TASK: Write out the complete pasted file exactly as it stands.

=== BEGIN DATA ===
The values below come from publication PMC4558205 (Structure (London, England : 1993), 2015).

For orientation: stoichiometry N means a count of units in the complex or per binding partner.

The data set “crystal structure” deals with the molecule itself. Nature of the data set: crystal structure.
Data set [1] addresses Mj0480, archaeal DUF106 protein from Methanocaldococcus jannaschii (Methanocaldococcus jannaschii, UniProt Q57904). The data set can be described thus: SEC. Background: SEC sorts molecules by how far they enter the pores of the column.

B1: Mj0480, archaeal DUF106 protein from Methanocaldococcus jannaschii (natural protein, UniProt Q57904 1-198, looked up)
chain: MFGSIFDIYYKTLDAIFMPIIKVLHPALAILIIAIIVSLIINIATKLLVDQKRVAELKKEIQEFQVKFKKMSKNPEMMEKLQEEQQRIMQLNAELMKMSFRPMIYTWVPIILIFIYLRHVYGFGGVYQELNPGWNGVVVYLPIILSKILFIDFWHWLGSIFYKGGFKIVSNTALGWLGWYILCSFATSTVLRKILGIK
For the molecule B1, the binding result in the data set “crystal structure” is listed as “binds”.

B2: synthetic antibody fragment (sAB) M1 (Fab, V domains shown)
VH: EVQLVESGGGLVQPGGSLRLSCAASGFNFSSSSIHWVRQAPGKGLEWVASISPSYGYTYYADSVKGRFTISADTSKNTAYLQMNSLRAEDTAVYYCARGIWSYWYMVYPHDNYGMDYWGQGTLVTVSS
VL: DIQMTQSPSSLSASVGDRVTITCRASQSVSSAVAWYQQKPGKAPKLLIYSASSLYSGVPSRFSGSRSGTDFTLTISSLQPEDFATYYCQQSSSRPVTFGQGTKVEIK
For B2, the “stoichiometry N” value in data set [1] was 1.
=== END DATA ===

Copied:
The values below come from publication PMC4558205 (Structure (London, England : 1993), 2015).

For orientation: stoichiometry N means a count of units in the complex or per binding partner.

The data set “crystal structure” deals with the molecule itself. Nature of the data set: crystal structure.
Data set [1] addresses Mj0480, archaeal DUF106 protein from Methanocaldococcus jannaschii (Methanocaldococcus jannaschii, UniProt Q57904). The data set can be described thus: SEC. Background: SEC sorts molecules by how far they enter the pores of the column.

B1: Mj0480, archaeal DUF106 protein from Methanocaldococcus jannaschii (natural protein, UniProt Q57904 1-198, looked up)
chain: MFGSIFDIYYKTLDAIFMPIIKVLHPALAILIIAIIVSLIINIATKLLVDQKRVAELKKEIQEFQVKFKKMSKNPEMMEKLQEEQQRIMQLNAELMKMSFRPMIYTWVPIILIFIYLRHVYGFGGVYQELNPGWNGVVVYLPIILSKILFIDFWHWLGSIFYKGGFKIVSNTALGWLGWYILCSFATSTVLRKILGIK
For the molecule B1, the binding result in the data set “crystal structure” is listed as “binds”.

B2: synthetic antibody fragment (sAB) M1 (Fab, V domains shown)
VH: EVQLVESGGGLVQPGGSLRLSCAASGFNFSSSSIHWVRQAPGKGLEWVASISPSYGYTYYADSVKGRFTISADTSKNTAYLQMNSLRAEDTAVYYCARGIWSYWYMVYPHDNYGMDYWGQGTLVTVSS
VL: DIQMTQSPSSLSASVGDRVTITCRASQSVSSAVAWYQQKPGKAPKLLIYSASSLYSGVPSRFSGSRSGTDFTLTISSLQPEDFATYYCQQSSSRPVTFGQGTKVEIK
For B2, the “stoichiometry N” value in data set [1] was 1.